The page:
congestive hepatopathy

Congestive hepatopathy includes a spectrum of hepatic derangements that can occur in the setting of right-sided heart failure (and its underlying causes). If there is subsequent hepatic fibrosis the term cardiac cirrhosis may be used. The condition can rarely occur as a result of non-cardiac causes (e.g. renal arteriovenous malformation).



Congestive hepatopathy resulting from passive hepatic congestion is caused by stasis of blood within the liver parenchyma due to compromise of hepatic venous drainage. Prolonged exposure to elevated hepatic venous pressure may lead to liver fibrosis and cirrhosis.

Underlying conditions include :


If paracentesis is performed, the serum ascites albumin gradient (SAAG) will be equal to or above 1.1 g/dL, which is consistent with ascites due to portal hypertension. Elevation of total serum bilirubin level can occur up to 70% of patients with congestive hepatopathy .

Radiographic features

The majority (80%) of patients will have hepatomegaly, and in severe cases have peripheral edema, ascites and/or pleural effusions .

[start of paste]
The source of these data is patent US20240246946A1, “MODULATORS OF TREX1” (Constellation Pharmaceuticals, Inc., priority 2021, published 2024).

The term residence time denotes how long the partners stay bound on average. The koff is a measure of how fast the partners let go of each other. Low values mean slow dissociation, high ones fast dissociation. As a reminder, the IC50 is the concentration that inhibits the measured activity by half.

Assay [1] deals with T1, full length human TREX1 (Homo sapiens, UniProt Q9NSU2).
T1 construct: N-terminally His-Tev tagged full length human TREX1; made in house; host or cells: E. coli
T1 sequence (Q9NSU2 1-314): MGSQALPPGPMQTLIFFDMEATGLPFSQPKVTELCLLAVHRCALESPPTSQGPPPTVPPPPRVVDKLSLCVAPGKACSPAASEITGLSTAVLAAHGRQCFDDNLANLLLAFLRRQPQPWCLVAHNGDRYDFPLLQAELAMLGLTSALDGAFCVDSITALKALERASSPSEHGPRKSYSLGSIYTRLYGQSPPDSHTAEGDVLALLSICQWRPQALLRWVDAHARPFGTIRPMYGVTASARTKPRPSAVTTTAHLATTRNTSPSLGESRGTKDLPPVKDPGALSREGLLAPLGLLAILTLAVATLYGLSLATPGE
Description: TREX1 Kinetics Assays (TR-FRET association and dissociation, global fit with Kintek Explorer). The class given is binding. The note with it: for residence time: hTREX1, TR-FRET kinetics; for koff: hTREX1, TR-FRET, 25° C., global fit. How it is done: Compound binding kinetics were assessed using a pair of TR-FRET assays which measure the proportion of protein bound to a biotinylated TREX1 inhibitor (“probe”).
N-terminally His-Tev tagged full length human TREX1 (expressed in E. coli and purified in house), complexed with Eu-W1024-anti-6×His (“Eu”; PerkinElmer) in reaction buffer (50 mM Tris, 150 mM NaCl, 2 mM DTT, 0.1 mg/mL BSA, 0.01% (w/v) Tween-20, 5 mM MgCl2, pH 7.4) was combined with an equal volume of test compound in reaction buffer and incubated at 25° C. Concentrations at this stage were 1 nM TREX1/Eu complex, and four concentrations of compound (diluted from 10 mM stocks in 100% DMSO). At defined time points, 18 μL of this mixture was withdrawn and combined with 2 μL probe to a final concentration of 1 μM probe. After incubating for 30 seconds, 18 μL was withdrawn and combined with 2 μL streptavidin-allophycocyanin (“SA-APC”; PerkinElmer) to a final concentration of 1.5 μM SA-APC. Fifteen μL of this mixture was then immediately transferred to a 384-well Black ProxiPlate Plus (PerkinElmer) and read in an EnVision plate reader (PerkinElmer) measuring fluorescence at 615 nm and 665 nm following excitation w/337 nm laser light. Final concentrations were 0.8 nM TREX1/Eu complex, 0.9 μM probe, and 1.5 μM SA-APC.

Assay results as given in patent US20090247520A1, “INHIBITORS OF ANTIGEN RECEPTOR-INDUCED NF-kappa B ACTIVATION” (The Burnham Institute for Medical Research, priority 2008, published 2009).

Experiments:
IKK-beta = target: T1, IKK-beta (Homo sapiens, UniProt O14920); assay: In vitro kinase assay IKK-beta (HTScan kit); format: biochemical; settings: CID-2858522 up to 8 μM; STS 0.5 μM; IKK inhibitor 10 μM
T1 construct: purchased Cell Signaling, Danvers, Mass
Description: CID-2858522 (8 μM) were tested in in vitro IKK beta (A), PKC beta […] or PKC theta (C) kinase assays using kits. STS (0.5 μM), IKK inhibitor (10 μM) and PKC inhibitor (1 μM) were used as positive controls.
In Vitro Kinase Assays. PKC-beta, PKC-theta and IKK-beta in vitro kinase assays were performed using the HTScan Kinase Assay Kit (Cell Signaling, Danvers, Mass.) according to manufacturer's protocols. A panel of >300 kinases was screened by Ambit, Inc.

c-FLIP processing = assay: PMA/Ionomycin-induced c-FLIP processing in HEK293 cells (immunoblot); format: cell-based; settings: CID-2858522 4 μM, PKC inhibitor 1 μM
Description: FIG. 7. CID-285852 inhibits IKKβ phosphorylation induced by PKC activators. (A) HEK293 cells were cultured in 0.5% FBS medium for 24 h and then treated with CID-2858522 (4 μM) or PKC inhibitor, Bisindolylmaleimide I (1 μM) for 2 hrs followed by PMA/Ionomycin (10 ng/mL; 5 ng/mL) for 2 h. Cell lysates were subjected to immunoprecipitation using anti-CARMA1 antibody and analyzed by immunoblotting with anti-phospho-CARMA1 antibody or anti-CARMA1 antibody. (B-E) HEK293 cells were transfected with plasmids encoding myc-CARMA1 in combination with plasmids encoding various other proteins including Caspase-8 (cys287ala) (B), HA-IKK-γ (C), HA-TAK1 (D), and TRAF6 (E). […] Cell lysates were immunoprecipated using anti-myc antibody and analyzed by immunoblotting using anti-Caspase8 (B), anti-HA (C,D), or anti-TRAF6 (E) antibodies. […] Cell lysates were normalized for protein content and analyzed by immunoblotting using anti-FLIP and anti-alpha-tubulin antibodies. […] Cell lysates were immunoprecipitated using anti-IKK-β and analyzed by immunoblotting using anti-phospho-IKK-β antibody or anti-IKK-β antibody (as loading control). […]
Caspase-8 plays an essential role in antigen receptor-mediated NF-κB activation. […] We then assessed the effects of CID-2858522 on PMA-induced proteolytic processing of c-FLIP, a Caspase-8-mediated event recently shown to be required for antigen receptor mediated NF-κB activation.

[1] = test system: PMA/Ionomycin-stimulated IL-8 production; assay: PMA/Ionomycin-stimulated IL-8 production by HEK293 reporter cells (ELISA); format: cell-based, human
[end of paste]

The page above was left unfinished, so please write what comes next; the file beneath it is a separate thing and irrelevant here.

• reticular enhancement pattern, similar to nutmeg liver in Budd-Chiari syndrome
  • zonal enhancement pattern 
  • arterial-enhancing (i.e. hypervascular) nodules, which may represent focal nodular hyperplasia (more commonly) or hepatocellular carcinoma (especially in the setting of cirrhosis)
  • Reflux of intravenous contrast into the IVC and hepatic veins


Sonographic findings are generally non-specific when used in isolation, but may contribute to a clinical picture when putative cause and effect (i.e. heart failure and liver disease) are shown to co-exist. 2D/B-mode ultrasound may reveal the following features :

Doppler studies may demonstrate:

  • increased hepatic arterial resistance (RI >0.7)
    • resistive index (RI) normally between 0.55 and 0.7
    • this change may be obfuscated by portal hypertension related shunting, which classically results in a decreased RI
  • pulsatility of the hepatic venous Doppler waveform
    • prominent a wave and v wave
    • tricuspid regurgitation may diminish or reverse the S wave
    • pure right ventricular dysfunction will have a preserved S/D relationship with the amplitude of the S wave > D wave
  • elevated cardiac filling pressures

Differential diagnosis

For CT appearances of a nutmeg liver, consider:

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